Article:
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Stencil Aperture Ratio Tests : Your input is requested, please

Mark Laing

Mark Laing

Posted May 22, 2012
6 Comments

Dear all

I am requesting your input on a hot topic within the Valor Process Engineering team this week. Namely how to calculate the aspect ratio and area ratio for stencil apertures. Now from my research so far, the most common measure of whether the aperture will release correctly has typically been the aspect ratio, however this seems to be calculated easily in simple cases of rectangles and circles. The threshold of a good aspect ratio being above 1.5. In the general case of a closed polygon, finding the “width” is extremely difficult. Therefore the area ratio, which is a function of the area of the aperture (roof) divided by the area of sides (walls) was introduced which can be calculated for any closed polygon. For area ratio a value of 0.66 or greater is required for correct release.

So I urge anyone to provide input on this topic for both aspect ratio and area ratio by posting their comments. Given what I have found on-line so far it will be interesting to see what is the most popular method for these types of calculation.

I look forward to hearing from you.

Appreciate your help.

Mark

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Comments 6

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I think integration formula should be helpful to calculate surface area of non standard shapes following link should be helpful basics for calculation : http://en.wikipedia.org/wiki/Surface_area Cross section area should be probably easier(relatively) to calculate as we can either follow same integral formula and consider only one surface Or we could divide into multiple areas and sum it up but for automation using single formula that works for surface area as well as cross sectional area is more efficient. Please let me know your thoughts..

Jay Vyas
7:52 PM May 29, 2012

Thanks for taking the time to post a comment on my blog about stencil calculations, Jay. You are correct about finding the area using an integration formula and then multiplying by the thickness of the stencil to get volume. This seems to be much easier to determine in the general case as opposed to the traditional aspect ratio. The challenge for aspect ratio is finding the width, both in terms of definition but also as a means of calculation in all cases. If you have suggestions on finding width in the general case I would be interested to hear them. Again, thanks for taking the time to read and comment on my blog. Mark

Mark Laing
11:46 PM May 29, 2012

Hello, In the IPC-7525A Stencil Design Guidelines they talk about different Aspect Ratios (page 3-6) for the the different shapes of components, but not for all components. For the smaller components (pad sizes) (0402 and smaller) only the area ratio should be considered. i think this implies that the accuracy of the area ratio is better than the aspect ratio. as for your comment on finding the width for polygons. i have also had this discussion with Pieter Allaer who sent me your draft of aspecArea ratio calculations 1). LPKF the Mfg of Laser cutting machines has a design rule check in their software that looks only for the smallest width of a polygon. 2). DEK the Mfg of Stencils are looking into this rule right now, but i have no answer from them yet. i guess it will be the same as LPKF. Stef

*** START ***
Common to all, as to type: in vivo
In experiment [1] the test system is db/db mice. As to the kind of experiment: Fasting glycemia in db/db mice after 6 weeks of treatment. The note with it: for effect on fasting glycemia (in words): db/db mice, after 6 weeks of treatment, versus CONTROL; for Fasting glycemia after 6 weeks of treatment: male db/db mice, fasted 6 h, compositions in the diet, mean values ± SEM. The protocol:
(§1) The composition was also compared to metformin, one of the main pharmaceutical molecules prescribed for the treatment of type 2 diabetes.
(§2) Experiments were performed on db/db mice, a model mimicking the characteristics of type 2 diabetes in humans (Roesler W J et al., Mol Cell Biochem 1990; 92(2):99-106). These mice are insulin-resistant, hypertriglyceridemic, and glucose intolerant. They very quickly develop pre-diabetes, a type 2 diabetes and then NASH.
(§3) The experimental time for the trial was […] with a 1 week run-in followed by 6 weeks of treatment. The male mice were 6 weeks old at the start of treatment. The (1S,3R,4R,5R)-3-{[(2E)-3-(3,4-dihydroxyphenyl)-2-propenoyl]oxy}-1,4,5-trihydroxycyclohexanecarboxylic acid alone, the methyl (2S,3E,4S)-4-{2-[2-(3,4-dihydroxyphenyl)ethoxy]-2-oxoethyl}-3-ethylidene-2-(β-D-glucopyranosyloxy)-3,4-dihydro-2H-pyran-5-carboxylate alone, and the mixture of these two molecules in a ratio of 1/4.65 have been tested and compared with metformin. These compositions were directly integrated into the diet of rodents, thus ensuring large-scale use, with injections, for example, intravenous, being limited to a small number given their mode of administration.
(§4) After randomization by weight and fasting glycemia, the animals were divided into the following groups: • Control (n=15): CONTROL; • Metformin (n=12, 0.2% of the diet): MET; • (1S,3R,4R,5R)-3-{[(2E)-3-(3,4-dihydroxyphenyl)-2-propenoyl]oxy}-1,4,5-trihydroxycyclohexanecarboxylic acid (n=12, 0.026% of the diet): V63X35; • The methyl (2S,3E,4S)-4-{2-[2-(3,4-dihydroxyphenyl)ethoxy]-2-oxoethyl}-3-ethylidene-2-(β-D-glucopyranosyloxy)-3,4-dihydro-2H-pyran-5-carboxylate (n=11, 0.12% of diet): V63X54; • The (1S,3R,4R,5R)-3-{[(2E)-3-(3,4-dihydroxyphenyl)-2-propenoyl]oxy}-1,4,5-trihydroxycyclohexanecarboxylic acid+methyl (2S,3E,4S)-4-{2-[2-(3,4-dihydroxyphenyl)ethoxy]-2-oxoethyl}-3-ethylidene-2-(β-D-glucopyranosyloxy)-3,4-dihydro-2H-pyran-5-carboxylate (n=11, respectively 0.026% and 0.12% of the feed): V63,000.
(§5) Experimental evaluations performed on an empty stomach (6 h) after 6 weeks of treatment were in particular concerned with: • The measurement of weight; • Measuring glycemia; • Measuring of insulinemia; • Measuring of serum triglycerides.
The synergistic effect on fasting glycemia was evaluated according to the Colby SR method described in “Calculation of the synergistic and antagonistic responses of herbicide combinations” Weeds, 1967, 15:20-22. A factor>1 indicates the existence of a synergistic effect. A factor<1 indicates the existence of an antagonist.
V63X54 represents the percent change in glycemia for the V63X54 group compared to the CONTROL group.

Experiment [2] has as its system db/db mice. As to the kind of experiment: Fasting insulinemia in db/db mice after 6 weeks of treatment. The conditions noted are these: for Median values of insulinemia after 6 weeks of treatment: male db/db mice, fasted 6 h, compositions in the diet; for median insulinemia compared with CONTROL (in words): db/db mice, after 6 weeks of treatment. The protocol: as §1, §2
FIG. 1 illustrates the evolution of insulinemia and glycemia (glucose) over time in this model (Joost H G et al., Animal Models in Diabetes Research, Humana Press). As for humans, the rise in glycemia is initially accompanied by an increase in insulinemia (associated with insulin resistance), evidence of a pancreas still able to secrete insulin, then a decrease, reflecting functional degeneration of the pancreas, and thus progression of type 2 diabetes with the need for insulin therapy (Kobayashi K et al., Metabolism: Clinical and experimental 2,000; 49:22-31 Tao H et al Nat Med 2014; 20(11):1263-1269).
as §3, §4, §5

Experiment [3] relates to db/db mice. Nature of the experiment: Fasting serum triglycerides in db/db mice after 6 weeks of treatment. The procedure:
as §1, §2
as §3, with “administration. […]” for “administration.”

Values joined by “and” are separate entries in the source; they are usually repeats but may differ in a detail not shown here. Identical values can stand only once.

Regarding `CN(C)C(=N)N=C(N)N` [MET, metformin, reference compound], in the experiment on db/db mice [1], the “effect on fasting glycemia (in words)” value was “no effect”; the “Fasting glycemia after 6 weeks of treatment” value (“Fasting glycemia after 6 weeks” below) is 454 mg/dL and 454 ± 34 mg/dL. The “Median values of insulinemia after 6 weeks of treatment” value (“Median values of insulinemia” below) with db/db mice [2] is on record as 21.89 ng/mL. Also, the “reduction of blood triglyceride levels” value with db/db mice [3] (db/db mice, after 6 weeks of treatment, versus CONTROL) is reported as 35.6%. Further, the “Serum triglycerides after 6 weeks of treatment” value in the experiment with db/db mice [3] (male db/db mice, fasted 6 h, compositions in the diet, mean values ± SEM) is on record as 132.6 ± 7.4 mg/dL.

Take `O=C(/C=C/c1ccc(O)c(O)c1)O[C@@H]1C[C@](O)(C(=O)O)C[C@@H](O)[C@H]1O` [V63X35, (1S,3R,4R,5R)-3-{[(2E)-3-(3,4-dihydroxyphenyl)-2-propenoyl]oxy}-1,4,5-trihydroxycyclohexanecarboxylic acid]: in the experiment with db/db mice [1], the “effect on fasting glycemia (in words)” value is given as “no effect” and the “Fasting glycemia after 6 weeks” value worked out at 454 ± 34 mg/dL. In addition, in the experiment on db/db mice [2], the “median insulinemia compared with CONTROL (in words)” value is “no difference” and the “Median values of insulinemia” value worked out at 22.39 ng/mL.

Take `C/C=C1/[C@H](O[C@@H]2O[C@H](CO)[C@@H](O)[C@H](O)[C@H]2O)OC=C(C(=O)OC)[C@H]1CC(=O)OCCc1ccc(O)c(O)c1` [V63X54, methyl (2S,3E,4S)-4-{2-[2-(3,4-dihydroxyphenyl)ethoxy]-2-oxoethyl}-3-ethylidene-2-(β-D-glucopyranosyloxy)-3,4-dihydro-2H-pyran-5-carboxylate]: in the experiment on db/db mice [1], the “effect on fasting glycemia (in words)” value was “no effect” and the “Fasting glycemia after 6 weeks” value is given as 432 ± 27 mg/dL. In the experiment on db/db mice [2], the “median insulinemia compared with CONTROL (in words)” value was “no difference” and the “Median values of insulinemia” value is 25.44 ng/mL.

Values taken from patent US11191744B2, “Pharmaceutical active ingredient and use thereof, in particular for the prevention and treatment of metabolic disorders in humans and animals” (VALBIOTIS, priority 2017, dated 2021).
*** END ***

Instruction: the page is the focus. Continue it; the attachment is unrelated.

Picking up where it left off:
Stef Bos
8:59 AM Jun 1, 2012

Hi Stef Thanks for your feedback on the aspect and area ratios that I had requested. Are your stencil manufacturers considering the smallest width as the distance across the polygon or the shortest side? For example, consider a 10mm square with 1 mm corners taken off each corner. Is the distance across the polygon, in other words 10mm or the straight distance of one of the boundaries in other words 1mm? Essentially the question is what the aspect ratio is really measuring, is it the profile ratio of the shortest width of a side and the thickness of the stencil or is it the ratio of the smallest width across the polygon and the thickness of the stencil. In a lot of cases these are the same but in some examples they are different. Calculating the shortest side is very easy, finding the shortest width in the general case of a polygon is extremely difficult as I have found with numerous web searhes on the topic. Appreciate your comment. Mark

Mark Laing
3:37 PM Jun 1, 2012

Hi, DEK came up with an answer that was the same as LPKF. they both use the smallest side of a polygon maybe those guys from IPC that wrote IPC-7525 can give you a more detailed answer as for your remark : sure you can think of polygons that have a very small side, that is where the difficulty lies when you try to integrate this formula in any kind of software and are trying to detect the smallest side/width. Stef

Stef Bos
6:25 AM Jun 12, 2012

Thanks Stef So I think you are recommending that in my example below, the answer would be 1mm as the smallesside/width and not 10mm as the distance across the polygon. Is that correct? Mark

Mark Laing
10:52 PM Jun 12, 2012

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